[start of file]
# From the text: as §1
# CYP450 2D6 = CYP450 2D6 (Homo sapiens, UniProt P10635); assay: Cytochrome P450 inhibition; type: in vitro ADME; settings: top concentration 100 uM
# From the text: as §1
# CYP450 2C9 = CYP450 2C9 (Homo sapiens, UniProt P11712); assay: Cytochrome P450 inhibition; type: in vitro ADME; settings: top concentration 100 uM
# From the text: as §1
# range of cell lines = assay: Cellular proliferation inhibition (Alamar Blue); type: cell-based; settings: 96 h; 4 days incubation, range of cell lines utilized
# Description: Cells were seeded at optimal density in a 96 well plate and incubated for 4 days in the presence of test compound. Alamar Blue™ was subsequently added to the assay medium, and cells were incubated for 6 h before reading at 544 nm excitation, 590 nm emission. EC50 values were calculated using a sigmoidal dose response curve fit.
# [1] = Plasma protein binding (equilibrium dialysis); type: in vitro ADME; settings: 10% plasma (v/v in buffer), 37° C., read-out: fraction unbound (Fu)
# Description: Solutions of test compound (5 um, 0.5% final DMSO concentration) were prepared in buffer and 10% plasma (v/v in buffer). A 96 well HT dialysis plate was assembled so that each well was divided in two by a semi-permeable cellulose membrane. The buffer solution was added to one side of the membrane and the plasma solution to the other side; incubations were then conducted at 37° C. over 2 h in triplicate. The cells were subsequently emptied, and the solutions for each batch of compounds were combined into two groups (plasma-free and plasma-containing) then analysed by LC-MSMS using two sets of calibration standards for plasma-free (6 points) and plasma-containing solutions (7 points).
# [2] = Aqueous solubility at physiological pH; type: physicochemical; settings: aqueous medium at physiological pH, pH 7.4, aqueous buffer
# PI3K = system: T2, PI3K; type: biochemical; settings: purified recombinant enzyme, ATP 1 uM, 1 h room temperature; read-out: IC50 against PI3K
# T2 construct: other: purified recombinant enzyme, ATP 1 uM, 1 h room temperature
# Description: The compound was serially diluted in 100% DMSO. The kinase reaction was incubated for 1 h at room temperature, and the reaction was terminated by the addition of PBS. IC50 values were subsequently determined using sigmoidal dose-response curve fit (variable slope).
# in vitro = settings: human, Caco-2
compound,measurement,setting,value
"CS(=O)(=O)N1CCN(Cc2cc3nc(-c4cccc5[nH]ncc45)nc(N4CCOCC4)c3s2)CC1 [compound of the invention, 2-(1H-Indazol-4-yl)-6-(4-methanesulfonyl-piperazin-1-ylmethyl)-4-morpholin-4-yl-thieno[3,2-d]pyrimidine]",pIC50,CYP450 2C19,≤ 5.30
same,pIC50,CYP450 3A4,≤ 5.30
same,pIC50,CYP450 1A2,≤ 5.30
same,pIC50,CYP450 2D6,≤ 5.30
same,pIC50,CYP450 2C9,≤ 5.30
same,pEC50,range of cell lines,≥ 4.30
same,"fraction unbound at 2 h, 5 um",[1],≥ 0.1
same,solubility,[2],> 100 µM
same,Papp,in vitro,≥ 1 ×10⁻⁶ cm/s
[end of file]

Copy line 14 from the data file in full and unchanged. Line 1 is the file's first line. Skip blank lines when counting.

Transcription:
# in vitro = settings: human, Caco-2